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You’re probably familiar with the chartreuse olives that accompany your Friday martini and the pitted black ones that top your pizza. But there are many more varieties of the antioxidant-rich fruits -- hundreds, in fact. And depending on when they’re picked, how they’re cured, and what marinade (if any) is used, the little nibblers can taste, feel, and look vastly different. Here are our favorite types. And be sure to check out our favorite recipes featuring olives. Cheers!
Commonly stuffed with pimientos or garlic, these brined, pitted green olives are a must for dirty martinis. They’re also perfect for pairing with sherry and sparkling wines like cava.
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Côte d’Azur, France
Labeled “Niçoise-style” when harvested outside their native Riviera, the small coppery-purple olives have a delicate tanginess that’s ideal with seafood or on pizza.
NOTE: When purchasing olives from bins at a deli counter, be sure to cover them with the liquid in which they’re stored to keep them fresh. If there isn’t enough liquid available, pour olive oil over them at home.
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Their unfermented processing lends them a subtle sweetness. Crunchy and mild, they taste great tossed into green salads or earthy grains like farro and bulgur.
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Rarely exported from their home in France (but now also grown elsewhere), picholines have a crispness and floral brightness that go well with cheeses and cocktails.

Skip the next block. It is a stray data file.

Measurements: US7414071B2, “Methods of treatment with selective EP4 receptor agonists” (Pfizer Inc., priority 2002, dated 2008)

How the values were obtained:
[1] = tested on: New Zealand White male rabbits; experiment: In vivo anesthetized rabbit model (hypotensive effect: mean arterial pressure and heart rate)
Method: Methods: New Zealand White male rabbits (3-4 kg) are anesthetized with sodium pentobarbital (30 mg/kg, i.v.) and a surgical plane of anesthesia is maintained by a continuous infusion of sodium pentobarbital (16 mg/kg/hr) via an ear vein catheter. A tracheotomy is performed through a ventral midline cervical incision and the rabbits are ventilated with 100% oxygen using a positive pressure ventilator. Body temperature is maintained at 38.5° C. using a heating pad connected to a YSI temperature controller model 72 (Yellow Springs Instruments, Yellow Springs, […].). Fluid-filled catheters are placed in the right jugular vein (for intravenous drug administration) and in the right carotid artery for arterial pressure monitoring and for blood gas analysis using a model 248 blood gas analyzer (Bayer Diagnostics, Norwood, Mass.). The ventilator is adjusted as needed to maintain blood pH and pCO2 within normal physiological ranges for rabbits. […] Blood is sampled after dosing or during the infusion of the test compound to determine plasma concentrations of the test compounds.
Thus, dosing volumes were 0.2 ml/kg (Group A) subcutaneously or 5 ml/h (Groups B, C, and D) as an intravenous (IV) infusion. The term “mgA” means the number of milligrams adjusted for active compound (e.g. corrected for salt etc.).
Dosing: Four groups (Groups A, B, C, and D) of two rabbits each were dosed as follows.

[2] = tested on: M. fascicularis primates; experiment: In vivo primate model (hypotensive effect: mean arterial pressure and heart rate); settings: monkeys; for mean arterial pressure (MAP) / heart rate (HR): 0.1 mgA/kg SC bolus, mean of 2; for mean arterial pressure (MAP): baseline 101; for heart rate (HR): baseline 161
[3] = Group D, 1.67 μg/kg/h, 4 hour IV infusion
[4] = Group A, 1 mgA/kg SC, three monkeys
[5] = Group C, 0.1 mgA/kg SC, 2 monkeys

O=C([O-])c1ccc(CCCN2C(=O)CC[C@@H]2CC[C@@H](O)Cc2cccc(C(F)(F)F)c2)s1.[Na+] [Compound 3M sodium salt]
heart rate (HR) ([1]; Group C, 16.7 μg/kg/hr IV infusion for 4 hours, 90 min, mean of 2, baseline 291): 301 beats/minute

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Often preserved in brine or olive oil, these smooth beauties are warm and winy. They’re a versatile ingredient in all kinds of Mediterranean cooking.
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Khaki in color, these olives are “cracked” before being brined, then mixed with anise and fennel. The process infuses them with a robust aroma and makes them easy to pit and crush for use in sauces and pasta dishes.
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These rust-colored fruits are often pressed into extra-virgin olive oil. Served whole as part of a tapas menu, they have a faint bitterness that complements dried fruit, fresh cheese, and a glass of sherry.
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An antipasto favorite, the eggplant-colored olives hail from central Italy, where their sour yet salty flesh is tossed with pastas and onto pizzas.
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After ripening to a jet-black color, these are dry-cured, then packed in brine or oil. Their pungent aroma and meaty texture, ideal for tapenades, mean they also hold up well in stews.
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To cook with these, you’ll have to slice off the dense flesh, which tends to cling to the pit. They are a good match for a range of Italian dishes as well as salty and spicy charcuterie, such as salami.
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Curing the mature olives in salt makes them as wrinkly and chewy as prunes, and it gives them a hint of that sweetness, too. Slicked with oil after brining, they add savory intensity to salads and stews.
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These sunset-hued olives are often eaten at breakfast in Turkey. Large and substantive, they have an assertive tartness that complements Middle Eastern flavors.
Now, try some of these different varieties in our favorite olive recipes.
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